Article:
A shot in the dark

PUBLISHED : Friday, 20 February, 2009, 12:00am
UPDATED : Friday, 20 February, 2009, 12:00am

Everyone's at it in Tinseltown: Gerri Halliwell is an avid fan, Britney Spears and Lindsey Lohan reportedly can't live without it, Cindy Crawford attributes her ageless looks to it and even Margaret Thatcher is said to have tried it.

Vitamin injections - which are claimed to treat everything from flagging energy levels and obesity to ageing - have been a hot therapy in the US for some time and are becoming increasingly popular in Hong Kong.

But whether vitamin jabs are really beneficial to healthy people is still uncertain. Most experts agree eating a wide range of fruit and vegetables will provide the vast majority of the vitamins and minerals we need. According to them, it's fine to supplement these foods with oral multivitamins or folic acid supplements, but there's apparently no need for a healthy person to inject vitamins.

'Vitamin injections are meant for treatment of specific vitamin deficiencies only. This is rare as a lot of processed foods already have various vitamins added,' says Michael Cheng, a doctor at the Premier Medical Centre in Central.

So the obvious question is, why are more and more people injecting their vitamins?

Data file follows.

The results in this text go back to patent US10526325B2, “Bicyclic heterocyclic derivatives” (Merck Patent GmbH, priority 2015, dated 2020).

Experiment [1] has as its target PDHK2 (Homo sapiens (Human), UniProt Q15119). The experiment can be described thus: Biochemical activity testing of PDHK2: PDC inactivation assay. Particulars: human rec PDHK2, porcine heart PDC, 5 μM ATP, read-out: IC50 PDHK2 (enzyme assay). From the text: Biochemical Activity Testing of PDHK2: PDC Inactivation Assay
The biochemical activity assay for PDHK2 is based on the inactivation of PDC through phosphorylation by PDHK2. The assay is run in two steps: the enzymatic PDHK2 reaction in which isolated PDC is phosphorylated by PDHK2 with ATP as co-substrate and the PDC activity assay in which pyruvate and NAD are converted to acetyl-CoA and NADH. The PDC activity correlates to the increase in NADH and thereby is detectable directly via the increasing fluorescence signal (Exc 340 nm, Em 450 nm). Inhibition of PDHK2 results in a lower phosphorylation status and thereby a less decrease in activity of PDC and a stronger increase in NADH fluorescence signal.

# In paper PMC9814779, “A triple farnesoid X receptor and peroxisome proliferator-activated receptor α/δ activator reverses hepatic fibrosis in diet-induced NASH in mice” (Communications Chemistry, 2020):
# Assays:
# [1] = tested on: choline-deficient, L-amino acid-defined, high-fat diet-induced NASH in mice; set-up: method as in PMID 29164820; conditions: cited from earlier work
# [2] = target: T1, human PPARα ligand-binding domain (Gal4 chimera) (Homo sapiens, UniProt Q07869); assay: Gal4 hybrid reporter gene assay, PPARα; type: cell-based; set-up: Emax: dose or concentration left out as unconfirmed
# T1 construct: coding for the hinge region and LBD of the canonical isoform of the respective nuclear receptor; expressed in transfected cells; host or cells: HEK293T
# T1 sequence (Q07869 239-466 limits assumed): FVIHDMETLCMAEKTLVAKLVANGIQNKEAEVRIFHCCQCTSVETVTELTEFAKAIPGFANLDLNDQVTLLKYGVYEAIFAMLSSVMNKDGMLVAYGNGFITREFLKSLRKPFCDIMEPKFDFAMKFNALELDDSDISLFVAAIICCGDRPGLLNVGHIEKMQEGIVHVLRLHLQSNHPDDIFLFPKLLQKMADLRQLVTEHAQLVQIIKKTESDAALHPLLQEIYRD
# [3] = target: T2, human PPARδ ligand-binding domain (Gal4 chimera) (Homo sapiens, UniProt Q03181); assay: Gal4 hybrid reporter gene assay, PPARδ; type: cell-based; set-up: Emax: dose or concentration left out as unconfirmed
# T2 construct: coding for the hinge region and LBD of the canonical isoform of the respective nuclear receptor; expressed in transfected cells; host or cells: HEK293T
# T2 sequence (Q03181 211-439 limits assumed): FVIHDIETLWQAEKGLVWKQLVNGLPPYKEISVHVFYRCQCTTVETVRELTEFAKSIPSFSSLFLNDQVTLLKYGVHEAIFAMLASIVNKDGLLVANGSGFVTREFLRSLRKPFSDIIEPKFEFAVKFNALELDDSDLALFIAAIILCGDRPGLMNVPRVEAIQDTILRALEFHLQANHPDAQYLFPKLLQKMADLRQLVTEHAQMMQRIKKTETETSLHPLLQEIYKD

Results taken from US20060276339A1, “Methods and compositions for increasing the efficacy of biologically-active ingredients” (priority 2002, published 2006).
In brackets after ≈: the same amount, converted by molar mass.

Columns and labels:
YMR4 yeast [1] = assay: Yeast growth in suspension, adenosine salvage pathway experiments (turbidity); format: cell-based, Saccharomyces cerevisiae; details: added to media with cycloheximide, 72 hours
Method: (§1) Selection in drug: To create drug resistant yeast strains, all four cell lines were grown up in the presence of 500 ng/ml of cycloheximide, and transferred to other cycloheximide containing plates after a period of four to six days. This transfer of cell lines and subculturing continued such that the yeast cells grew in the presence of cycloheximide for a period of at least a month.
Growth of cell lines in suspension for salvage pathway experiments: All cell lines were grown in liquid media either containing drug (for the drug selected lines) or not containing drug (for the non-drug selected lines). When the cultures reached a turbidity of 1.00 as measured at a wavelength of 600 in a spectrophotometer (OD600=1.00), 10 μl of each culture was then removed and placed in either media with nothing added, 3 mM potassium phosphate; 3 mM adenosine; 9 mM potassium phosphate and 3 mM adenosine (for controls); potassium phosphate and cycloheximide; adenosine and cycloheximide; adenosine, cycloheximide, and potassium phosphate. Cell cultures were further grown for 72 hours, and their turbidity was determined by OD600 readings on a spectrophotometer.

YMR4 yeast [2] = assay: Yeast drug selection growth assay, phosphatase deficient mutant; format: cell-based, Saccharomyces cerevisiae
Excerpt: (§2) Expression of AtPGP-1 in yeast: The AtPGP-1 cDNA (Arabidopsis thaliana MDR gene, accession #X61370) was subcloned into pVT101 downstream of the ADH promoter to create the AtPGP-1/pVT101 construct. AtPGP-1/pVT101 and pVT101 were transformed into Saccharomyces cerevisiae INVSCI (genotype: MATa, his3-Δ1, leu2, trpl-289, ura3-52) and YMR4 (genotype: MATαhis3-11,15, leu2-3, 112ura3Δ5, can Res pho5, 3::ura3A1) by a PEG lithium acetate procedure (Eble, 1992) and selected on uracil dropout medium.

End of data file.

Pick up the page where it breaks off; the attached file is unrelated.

Mandy D'Abo, owner of the Cat Street Gallery on Hollywood Road, had her first vitamin B12 injection to counter overwhelming fatigue.

'I had some blood tests and my doctor saw I was super-low in vitamin B,' she says. 'You know the feeling - when you go to bed early but you still wake up and can't shake the tiredness.

'The doctor put me on a strong dose of oral vitamin B and also recommended a course of three vitamin B injections to get my levels back up to normal. I definitely felt a lot better. But I believe you've got to do both to feel the difference - they go hand in hand. I don't think they work in isolation.'

Lauren Bramley, a doctor in private practice in Central, says that although vitamin injections are nothing new to medicine, there is a much better understanding of the role they can play.

'Vitamin B12 injections are a way to quickly improve B12 levels, which are very often found to be at the low end of the range due to stress, poor B12 intake or poor absorption due to digestive problems,' she says. 'B12 injections can contribute to treatments for stress and anxiety, sleep disorders, depression, back pain and cognitive problems'.

A study last year at Oxford University found a direct correlation between brain volume and B12 levels in 70-year-old men: those with larger brain sizes had higher levels of the vitamin. The study found that subjects who had higher B12 levels were six times less likely to experience brain shrinkage than those who had lower levels.

Bramley says vitamin injections can also be used to treat poor immune function, fibromyalgia, chronic fatigue syndrome, adrenal fatigue, anaemia, low back pain and obesity, and they can slow the ageing process by improving collagen, treating wrinkles and pigmentation problems and boosting vitality.